At 14, I gave up trying to pretend to be a boy: Androgynous model

Melissa Law
Singapore Showbiz

He is as sexy as they come. Yes, you read right -- sexy.

Bosnian-born Australian model Andrej Pejic is currently the darling of the fashion world, wanted by all the top fashion designers to walk their runways. His lithe, thin, 1.88m -frame has been hailed as the perfect "clothes hanger" frame and his androgynous looks allow him to walk both the men's AND women's fashion shows.

But it wasn't always that way.

Ironically, Pejic said the day he stopped pretending to be a boy was the day he became comfortable in his own skin and paved the way for him to be talent-scouted by fashion's bigwigs.

"When I was 13 or 14, I got over that shy period, that period when I was trying to be a boy, trying to play sports and things like that," Pejic told Yahoo! Singapore on Wednesday.

"At the age of 14 or 15, I said 'I can't do this anymore, I can't act' so I bleached my hair and never looked back," said the 21-year-old model with silky long platinum-blonde hair and milky skin.

Dressed in a black vest, a mesh panel dress, leather jacket and studded leather boots, the supermodel said that despite living life between genders, he was never really bullied when he was growing up.

"People accepted me and I gained a lot more friends. People were drawn to me more," said the gorgeous supermodel, who will headline this weekend's Digital Fashion Week.

Born in Bosnia to a Serb mother and a Croatian father who divorced shortly after his birth, Pejic and his older brother fled to a refugee camp in Serbia together with their mother and grandmother when the war in Bosnia broke out. They later moved to Melbourne, Australia in 2000, where they now live.

He describes his mother as "one of those mothers who love their children unconditionally", and despite fighting a lot when they were younger, his brother was very protective of him when they were teens. He added that his family, his school and the liberal environment that he grew up in played a huge role in validating him and building up his confidence.

Having modelled for Jean Paul Gaultier and Marc by Marc Jacobs in 2011, Pejic revealed that he shot to fame really quickly after being discovered before he turned 17, but it was tough to break into the industry.

"Agencies didn't know how to market me, they didn't know whether to put me on the women's board or the men's board, clients weren't sure… There was a lot of doubt until really big people saw me and recognised me and everyone else followed," he said.

"During the beginning maybe there were some people that didn't feel that I deserve to have womenswear jobs because, you know, I'm not a genetic female," he said as he fiddled with the gold necklaces draped across his neck.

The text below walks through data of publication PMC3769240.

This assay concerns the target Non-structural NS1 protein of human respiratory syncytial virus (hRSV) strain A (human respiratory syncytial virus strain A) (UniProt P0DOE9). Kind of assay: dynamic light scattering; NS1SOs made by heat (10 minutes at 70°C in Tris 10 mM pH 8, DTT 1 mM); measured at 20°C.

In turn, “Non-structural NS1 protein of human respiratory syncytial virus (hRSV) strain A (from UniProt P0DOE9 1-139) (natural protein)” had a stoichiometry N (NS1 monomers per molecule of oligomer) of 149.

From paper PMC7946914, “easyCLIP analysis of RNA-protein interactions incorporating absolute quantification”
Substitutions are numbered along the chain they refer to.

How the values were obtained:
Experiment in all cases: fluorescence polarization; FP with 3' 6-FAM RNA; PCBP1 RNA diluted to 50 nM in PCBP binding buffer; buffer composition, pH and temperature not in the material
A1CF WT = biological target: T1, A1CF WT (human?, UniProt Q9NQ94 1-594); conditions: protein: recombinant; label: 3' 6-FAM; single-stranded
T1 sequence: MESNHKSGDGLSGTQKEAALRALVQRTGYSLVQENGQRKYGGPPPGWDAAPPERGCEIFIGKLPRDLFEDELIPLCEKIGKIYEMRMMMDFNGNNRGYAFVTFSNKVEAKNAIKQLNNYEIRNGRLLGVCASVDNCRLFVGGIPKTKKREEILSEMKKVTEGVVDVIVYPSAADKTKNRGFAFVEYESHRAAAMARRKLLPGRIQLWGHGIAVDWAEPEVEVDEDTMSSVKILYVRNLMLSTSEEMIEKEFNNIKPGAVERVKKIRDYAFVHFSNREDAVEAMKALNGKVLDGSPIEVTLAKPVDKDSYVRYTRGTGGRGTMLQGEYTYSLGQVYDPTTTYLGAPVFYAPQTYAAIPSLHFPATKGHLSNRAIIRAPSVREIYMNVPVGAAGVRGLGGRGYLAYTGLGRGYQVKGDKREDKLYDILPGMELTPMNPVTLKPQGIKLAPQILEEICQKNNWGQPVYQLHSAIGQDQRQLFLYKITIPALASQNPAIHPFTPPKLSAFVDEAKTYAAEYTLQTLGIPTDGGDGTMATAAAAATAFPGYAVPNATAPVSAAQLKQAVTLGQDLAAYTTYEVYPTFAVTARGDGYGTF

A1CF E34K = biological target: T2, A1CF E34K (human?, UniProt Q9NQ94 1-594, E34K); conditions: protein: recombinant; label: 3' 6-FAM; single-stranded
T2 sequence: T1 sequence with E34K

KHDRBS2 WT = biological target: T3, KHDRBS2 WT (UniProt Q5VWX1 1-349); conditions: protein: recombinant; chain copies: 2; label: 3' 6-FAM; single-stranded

At just 21 years old, the model seems to have the maturity and confidence of a person beyond his age.

Bitchy industry

"I mean it's a bitchy industry and people are always going to talk, and you have to come to terms to that," said the model known for being vocal about gender issues.

Together with Sophie Sumner, the winner of America's Next Top Model: British Invasion, Pejic will be walking the runway in Singapore for the very first time at this weekend's Digital Fashion Week (DFW), where they will model looks from Singapore's top designers and China's avant garde couturier, Guo Pei.

Sumner, the 22-year-old British model, spoke about the importance of social media in the fashion industry and how DFW is creating a wave in the online and social media movement.

"Social media is so important at the moment. All brands look towards it to see how people can endorse their products and how many followers they have. It's becoming more and more important and it's only going to get bigger and bigger," said the sweet and demure model in her British accent.

Streamed live on YouTube, Facebook, its website, Google+ and the iPhone app, DFW is the world's first live streaming only fashion week. Viewers will also be able to pre-order clothes online as they appear on the runway — a real feat compared to the usual wait of a few months in traditional runway shows.

"It's a very interesting concept… and it feels like something really new, like something that could be part of the future because you read articles that say in 10 years' time, we won't even do catwalk shows," said Pejic.

Local designers also noted that DFW will propel Singapore's fashion scene and help emerging talent.

Pauline Lim of local fashion label PAULINE.NING said, "Digital Fashion Week can potentially lead a revolution in the way people consume fashion. I look at it as a blurring of lines between entertainment and online commerce."

"In Singapore, there's still this idea that fashion shows and the whole concept of high fashion is a bit exclusive in a bad sense. I like the idea of reaching out on all platforms — iPhones, iPads, YouTube — and being so connected in Asia would really help broaden everybody's exposure for the different brands and raise Singapore's profile as a platform for emerging talent," said Eugene Lin, a Singapore-born, London-based designer of the label with the same name.

Digital Fashion Week will be streamed LIVE from 20-22 October. Visit DFW's website or Facebook page for the runway schedule.